Businesses need to stick their necks out

This week has been the most frustrating I can remember for a long time.

After almost two years working on a major piece of innovation, we have been stopped by the global category powers, who remain unconvinced with my quantitative concept testing scores. We cannot progress to launch. The computer says no.

This is not just a temporary roadblock but a permanent over-ruling of my recommendation. I am furious but I have nowhere to go. Well, not within this organisation, it seems.

At times like this, I wonder why I work for a major corporation. The politics and lack of intuition are enough to suck the motivation out of anybody.

I just don’t get it. We spend millions on innovation teams, cutting edge insight and agency talent. We have all the tools and resources one could dream of, yet when push comes to shove, we bottle out.

Instead, we employ a committee-based stage gate approval process, underwritten by spurious quantitative testing hurdle rates.

We read a carefully-crafted brand concept statement to random consumers in a room and hope they score it well. Whatever happened to winning hearts and minds? Rarely does high-quality raw material survive this tedious, sterile process, yet mediocre executions sail through.

As a shareholder, I should probably recommend that we cut innovation spend completely. Fire the people, cut the budgets and put it all towards the bottom line. We would save millions, boost the share price and save everybody the disappointment of snatching defeat from the jaws of victory.

The problem in corporate life is that nobody wants to put their neck on the line. The more senior you are, the more you have to lose. If something works spectacularly then everybody tries to claim the glory. Stick your neck out on something that goes wrong and your career is badly tarnished.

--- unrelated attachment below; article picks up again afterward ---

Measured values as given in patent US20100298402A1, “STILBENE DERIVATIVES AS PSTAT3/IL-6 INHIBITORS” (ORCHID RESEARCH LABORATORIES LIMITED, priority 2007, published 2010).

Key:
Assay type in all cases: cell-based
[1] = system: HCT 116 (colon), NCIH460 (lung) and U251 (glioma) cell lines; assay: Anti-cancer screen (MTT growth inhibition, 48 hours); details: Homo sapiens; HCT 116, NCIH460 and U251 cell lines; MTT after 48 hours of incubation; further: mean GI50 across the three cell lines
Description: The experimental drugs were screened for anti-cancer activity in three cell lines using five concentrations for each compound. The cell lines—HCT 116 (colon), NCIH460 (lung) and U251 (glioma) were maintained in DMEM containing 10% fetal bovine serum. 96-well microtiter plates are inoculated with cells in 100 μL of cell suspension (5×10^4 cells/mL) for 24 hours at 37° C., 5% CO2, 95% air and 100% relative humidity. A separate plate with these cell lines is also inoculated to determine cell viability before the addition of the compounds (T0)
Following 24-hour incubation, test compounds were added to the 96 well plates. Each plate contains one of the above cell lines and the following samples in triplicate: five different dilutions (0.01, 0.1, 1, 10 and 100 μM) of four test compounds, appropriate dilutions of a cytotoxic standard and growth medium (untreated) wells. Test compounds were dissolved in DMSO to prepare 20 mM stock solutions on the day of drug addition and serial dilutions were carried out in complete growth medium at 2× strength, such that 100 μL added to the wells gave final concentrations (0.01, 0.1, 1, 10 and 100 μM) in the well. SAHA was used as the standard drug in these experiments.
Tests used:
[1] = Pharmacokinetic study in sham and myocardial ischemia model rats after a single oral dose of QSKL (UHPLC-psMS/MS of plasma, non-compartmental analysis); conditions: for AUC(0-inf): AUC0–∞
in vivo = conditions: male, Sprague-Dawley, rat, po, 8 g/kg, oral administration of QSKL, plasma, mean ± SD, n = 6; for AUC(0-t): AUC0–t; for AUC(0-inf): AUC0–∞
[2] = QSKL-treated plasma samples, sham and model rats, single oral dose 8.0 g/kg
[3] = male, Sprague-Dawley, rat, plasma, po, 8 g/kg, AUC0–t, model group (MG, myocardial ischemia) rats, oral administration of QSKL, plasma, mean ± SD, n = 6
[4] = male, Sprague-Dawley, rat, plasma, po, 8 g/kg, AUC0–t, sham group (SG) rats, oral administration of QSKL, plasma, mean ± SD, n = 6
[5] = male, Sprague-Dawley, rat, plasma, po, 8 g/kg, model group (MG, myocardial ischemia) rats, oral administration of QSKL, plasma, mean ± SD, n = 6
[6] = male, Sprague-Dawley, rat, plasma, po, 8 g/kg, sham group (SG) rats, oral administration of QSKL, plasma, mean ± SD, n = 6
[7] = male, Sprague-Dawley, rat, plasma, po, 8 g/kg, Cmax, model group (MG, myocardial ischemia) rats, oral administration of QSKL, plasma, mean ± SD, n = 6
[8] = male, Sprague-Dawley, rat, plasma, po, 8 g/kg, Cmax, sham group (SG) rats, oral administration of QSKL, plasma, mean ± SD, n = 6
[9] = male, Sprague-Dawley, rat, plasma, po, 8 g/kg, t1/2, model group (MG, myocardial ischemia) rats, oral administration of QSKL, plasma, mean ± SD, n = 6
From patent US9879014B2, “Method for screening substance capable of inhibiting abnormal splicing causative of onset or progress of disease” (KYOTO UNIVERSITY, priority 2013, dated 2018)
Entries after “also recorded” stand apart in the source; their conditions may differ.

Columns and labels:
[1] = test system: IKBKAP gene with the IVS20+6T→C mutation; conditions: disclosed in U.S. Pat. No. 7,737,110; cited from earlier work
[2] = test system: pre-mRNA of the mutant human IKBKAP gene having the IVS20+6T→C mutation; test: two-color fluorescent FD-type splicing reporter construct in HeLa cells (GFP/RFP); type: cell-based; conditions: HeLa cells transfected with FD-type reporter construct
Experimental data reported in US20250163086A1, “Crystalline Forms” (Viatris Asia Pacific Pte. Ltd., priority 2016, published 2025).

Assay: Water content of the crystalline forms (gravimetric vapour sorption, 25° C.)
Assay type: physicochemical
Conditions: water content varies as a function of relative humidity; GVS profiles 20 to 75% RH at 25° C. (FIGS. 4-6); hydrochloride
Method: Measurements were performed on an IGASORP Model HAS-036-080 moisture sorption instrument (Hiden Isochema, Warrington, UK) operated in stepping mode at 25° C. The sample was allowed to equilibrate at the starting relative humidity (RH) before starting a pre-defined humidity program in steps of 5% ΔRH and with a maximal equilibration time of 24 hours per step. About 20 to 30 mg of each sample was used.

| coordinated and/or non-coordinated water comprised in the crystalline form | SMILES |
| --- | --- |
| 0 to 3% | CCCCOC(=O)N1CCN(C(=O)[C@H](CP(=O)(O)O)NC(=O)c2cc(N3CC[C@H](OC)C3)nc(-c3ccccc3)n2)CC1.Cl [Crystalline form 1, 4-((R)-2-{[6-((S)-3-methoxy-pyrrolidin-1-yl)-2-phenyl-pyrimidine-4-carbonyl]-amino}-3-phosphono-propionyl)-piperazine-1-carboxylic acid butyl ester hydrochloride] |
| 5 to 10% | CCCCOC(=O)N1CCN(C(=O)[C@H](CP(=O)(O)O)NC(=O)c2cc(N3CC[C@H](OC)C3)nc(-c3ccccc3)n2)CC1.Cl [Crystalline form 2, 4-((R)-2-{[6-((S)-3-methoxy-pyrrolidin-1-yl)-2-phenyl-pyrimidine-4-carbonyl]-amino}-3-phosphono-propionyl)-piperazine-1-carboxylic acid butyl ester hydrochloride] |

Big corporates are in constant admiration of entrepreneurs and game-changing challenger brands. We want to know how they do it so that we can do it too. After all, they don’t have any money and we do.

Perhaps it is focus, perhaps it is creativity. Or maybe they are just incentivised to stick their necks out.


Fosters' campaign

Pink, frilly beer won’t tempt female drinkers

Ruth Mortimer

Molson Coors’ bid to woo women with a ’feminine’ beer shows just how misguided and clumsy gender targeting can be. I may be a woman, but I seem to have lost my sweet, ladylike nature when it comes to female-focused marketing. With the drinks industry launching several campaigns this summer especially for the girls, I’ve […]

Studies show it pays to be ethical

Michael Barnett

Three studies in the past week have highlighted the importance of corporate social responsibility (CSR) to companies’ commercial fortunes. Interbrand named Toyota as the world’s greenest brand. Goodbrand established a link between a business’s ethical credentials and the preferences of affluent ethical consumers, and 23red found that 91% take ethics into account when purchasing. The […]


Overlook door step “rogues” at your peril

Russell Parsons

Despite being one of Britain’s best loved characters in the country’s most popular sitcom, the questionable marketing techniques used by Derek “Del Boy” Trotter are always invoked to demonstrate bad practice. And so it proved last week when the MPs that make up the energy and climate change committee slammed energy suppliers for using “Del […]


    Leave a comment